I wrote an article titled “Create Interactive Geo-Applications using Bing Maps 8” in the October 2016 issue of Microsoft MSDN Magazine. See https://msdn.microsoft.com/magazine/mt742870.
In my article, I focus on two categories of Bing Maps 8 features that I think are particularly impressive and useful. The first category includes features that allow user interaction These include a Drawing Control that enables users to draw shapes which can be programmatically manipulated, and an improved event model that permits developers to sense exactly what a user is doing with a Map object.
The second category of new features I look at are those that allow Web developers to work with large amounts of data. In particular, Bing Maps 8 has a nice Heat Map module to display a large number of data points as color gradients, and a Clustering module that automatically groups and ungroups data points as a user zooms in and out.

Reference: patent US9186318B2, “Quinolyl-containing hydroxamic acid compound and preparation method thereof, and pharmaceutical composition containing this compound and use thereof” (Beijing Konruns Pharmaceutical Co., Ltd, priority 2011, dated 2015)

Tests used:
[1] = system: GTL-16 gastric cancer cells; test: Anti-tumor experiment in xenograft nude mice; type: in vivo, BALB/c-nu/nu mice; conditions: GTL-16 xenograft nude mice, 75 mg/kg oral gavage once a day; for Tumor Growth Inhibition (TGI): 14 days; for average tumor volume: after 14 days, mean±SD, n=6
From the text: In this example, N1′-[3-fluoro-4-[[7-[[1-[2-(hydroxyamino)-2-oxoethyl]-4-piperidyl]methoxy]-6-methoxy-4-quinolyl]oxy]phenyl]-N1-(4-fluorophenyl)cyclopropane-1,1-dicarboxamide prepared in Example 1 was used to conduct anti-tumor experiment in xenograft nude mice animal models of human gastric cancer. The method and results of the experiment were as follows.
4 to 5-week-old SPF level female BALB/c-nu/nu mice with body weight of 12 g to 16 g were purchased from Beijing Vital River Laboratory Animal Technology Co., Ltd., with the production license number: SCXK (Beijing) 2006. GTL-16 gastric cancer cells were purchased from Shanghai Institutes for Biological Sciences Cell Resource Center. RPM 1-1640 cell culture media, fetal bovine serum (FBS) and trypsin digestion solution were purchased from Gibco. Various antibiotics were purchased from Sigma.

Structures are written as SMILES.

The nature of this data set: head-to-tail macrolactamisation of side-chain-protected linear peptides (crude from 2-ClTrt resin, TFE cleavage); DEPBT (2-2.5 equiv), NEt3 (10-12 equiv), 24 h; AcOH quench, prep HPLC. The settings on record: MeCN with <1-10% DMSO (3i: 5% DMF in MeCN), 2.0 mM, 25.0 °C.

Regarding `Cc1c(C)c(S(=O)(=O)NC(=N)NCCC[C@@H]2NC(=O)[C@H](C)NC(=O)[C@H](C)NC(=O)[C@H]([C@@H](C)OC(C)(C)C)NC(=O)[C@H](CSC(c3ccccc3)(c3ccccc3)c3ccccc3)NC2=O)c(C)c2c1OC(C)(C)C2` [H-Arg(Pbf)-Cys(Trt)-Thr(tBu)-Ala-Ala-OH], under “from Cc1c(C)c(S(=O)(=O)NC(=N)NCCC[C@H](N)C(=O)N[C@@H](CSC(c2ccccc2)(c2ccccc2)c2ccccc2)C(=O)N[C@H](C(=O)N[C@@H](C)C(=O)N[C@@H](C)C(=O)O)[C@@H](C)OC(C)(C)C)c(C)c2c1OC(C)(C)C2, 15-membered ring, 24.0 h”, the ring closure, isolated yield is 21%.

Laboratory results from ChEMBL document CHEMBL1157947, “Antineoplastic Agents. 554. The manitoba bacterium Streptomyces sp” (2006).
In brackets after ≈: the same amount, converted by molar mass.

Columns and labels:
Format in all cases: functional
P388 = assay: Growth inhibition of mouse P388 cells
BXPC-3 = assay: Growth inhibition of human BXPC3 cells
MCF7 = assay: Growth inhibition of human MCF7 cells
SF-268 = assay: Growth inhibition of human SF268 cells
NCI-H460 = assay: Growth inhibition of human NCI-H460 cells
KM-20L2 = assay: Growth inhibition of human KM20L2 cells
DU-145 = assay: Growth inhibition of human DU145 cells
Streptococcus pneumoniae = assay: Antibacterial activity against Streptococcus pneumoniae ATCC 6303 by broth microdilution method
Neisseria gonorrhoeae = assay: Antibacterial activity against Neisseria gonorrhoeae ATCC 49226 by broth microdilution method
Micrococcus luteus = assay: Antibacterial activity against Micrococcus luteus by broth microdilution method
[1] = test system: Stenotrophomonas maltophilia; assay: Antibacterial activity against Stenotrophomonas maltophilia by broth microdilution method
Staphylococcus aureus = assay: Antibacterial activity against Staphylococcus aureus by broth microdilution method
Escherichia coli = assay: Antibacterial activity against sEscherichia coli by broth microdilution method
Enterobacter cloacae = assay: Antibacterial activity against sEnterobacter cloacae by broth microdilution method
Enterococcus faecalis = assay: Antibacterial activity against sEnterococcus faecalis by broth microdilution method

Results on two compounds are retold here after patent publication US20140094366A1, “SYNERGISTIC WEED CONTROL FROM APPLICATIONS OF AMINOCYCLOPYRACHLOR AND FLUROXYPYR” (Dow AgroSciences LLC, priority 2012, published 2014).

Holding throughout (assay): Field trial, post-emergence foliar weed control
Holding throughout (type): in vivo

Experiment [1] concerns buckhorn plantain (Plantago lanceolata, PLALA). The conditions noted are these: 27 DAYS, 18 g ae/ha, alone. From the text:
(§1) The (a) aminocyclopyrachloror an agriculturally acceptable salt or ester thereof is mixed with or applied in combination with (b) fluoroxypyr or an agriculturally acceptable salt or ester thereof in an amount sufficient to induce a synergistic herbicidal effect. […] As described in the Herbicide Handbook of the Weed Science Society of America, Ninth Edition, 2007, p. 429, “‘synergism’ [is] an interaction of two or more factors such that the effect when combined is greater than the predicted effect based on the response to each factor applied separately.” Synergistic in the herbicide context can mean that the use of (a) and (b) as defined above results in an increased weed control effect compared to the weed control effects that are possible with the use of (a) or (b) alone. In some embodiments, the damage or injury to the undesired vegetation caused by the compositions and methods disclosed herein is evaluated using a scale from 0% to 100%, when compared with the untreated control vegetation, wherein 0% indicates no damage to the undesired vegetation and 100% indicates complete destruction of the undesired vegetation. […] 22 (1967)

I’ve worked with two of the main competitors to Bing Maps 8, Google Maps library and the open source Leaflet.js library. I think all three are roughly equal in terms of capabilities, but I now have a slight preference for Bing Maps v8 because it has a “nice feel” to it — which I know is subjective, but a software library’s “feel” is very important to me.